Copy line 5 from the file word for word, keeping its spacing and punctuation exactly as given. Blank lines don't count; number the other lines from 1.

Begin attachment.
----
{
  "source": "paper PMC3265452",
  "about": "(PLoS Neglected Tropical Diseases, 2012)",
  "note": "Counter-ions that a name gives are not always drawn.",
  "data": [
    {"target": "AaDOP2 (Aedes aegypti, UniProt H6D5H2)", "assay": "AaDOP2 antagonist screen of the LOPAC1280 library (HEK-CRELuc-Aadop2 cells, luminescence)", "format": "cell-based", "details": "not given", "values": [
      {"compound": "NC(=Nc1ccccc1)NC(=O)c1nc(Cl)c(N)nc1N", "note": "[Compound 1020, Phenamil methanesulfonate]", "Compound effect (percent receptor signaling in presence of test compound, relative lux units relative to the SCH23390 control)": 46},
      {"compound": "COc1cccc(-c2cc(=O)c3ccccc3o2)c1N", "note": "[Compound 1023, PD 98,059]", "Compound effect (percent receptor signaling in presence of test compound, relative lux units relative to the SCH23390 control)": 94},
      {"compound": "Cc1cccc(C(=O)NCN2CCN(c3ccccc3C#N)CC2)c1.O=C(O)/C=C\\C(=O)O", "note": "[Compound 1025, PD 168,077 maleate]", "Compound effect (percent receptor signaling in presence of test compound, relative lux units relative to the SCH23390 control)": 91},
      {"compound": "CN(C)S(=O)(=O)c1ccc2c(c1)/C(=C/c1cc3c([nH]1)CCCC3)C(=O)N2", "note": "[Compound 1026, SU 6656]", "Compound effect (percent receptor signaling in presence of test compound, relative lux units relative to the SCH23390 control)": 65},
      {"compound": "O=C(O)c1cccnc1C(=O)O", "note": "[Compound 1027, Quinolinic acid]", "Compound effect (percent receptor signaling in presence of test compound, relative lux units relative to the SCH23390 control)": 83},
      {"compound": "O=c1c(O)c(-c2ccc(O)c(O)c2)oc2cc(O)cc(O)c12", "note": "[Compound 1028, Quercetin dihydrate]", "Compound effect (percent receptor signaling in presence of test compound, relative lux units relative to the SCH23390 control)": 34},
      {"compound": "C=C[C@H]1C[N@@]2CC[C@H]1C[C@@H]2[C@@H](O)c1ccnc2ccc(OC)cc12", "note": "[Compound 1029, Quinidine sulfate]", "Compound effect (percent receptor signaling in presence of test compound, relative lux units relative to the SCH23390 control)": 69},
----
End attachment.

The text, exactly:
  "data": [